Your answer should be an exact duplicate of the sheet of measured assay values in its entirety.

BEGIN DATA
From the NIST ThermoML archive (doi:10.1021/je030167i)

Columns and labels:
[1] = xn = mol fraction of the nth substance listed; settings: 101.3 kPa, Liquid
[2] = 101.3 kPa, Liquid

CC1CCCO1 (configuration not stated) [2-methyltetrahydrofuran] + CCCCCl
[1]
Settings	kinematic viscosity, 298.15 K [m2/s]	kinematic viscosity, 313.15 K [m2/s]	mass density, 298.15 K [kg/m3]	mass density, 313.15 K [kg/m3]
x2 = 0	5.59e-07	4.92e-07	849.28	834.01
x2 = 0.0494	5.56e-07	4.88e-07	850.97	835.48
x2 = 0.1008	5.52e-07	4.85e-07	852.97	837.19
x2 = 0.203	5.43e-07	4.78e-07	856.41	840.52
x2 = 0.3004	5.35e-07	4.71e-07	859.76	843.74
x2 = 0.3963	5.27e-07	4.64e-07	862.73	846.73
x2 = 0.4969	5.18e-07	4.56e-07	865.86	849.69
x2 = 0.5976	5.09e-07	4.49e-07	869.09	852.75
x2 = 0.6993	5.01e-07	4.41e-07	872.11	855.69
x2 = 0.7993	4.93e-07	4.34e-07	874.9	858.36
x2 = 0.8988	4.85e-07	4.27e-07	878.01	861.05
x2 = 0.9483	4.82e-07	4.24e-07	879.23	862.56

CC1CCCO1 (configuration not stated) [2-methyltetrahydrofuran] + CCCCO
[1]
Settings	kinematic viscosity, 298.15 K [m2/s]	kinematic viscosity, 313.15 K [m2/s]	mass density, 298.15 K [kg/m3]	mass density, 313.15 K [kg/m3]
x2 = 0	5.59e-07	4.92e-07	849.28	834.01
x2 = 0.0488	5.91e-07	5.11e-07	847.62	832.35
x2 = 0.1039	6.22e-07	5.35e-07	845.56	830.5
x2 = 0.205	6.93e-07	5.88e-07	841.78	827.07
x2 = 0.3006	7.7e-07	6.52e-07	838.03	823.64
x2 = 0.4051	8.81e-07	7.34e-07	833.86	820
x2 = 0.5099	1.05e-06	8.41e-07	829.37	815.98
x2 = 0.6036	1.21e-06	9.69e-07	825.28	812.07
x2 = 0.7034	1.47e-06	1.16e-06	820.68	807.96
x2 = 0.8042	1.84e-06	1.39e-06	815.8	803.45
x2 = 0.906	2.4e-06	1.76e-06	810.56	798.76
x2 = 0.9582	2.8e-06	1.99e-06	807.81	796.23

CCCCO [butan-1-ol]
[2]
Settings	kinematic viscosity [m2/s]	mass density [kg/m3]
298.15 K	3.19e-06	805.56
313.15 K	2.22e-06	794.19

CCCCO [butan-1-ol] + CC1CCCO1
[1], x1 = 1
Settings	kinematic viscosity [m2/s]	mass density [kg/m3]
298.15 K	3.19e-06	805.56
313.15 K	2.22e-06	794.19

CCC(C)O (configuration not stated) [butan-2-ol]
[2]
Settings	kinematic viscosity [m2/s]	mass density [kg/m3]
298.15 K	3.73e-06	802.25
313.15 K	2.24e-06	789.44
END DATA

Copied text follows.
From the NIST ThermoML archive (doi:10.1021/je030167i)

Columns and labels:
[1] = xn = mol fraction of the nth substance listed; settings: 101.3 kPa, Liquid
[2] = 101.3 kPa, Liquid

CC1CCCO1 (configuration not stated) [2-methyltetrahydrofuran] + CCCCCl
[1]
Settings	kinematic viscosity, 298.15 K [m2/s]	kinematic viscosity, 313.15 K [m2/s]	mass density, 298.15 K [kg/m3]	mass density, 313.15 K [kg/m3]
x2 = 0	5.59e-07	4.92e-07	849.28	834.01
x2 = 0.0494	5.56e-07	4.88e-07	850.97	835.48
x2 = 0.1008	5.52e-07	4.85e-07	852.97	837.19
x2 = 0.203	5.43e-07	4.78e-07	856.41	840.52
x2 = 0.3004	5.35e-07	4.71e-07	859.76	843.74
x2 = 0.3963	5.27e-07	4.64e-07	862.73	846.73
x2 = 0.4969	5.18e-07	4.56e-07	865.86	849.69
x2 = 0.5976	5.09e-07	4.49e-07	869.09	852.75
x2 = 0.6993	5.01e-07	4.41e-07	872.11	855.69
x2 = 0.7993	4.93e-07	4.34e-07	874.9	858.36
x2 = 0.8988	4.85e-07	4.27e-07	878.01	861.05
x2 = 0.9483	4.82e-07	4.24e-07	879.23	862.56

CC1CCCO1 (configuration not stated) [2-methyltetrahydrofuran] + CCCCO
[1]
Settings	kinematic viscosity, 298.15 K [m2/s]	kinematic viscosity, 313.15 K [m2/s]	mass density, 298.15 K [kg/m3]	mass density, 313.15 K [kg/m3]
x2 = 0	5.59e-07	4.92e-07	849.28	834.01
x2 = 0.0488	5.91e-07	5.11e-07	847.62	832.35
x2 = 0.1039	6.22e-07	5.35e-07	845.56	830.5
x2 = 0.205	6.93e-07	5.88e-07	841.78	827.07
x2 = 0.3006	7.7e-07	6.52e-07	838.03	823.64
x2 = 0.4051	8.81e-07	7.34e-07	833.86	820
x2 = 0.5099	1.05e-06	8.41e-07	829.37	815.98
x2 = 0.6036	1.21e-06	9.69e-07	825.28	812.07
x2 = 0.7034	1.47e-06	1.16e-06	820.68	807.96
x2 = 0.8042	1.84e-06	1.39e-06	815.8	803.45
x2 = 0.906	2.4e-06	1.76e-06	810.56	798.76
x2 = 0.9582	2.8e-06	1.99e-06	807.81	796.23

CCCCO [butan-1-ol]
[2]
Settings	kinematic viscosity [m2/s]	mass density [kg/m3]
298.15 K	3.19e-06	805.56
313.15 K	2.22e-06	794.19

CCCCO [butan-1-ol] + CC1CCCO1
[1], x1 = 1
Settings	kinematic viscosity [m2/s]	mass density [kg/m3]
298.15 K	3.19e-06	805.56
313.15 K	2.22e-06	794.19

CCC(C)O (configuration not stated) [butan-2-ol]
[2]
Settings	kinematic viscosity [m2/s]	mass density [kg/m3]
298.15 K	3.73e-06	802.25
313.15 K	2.24e-06	789.44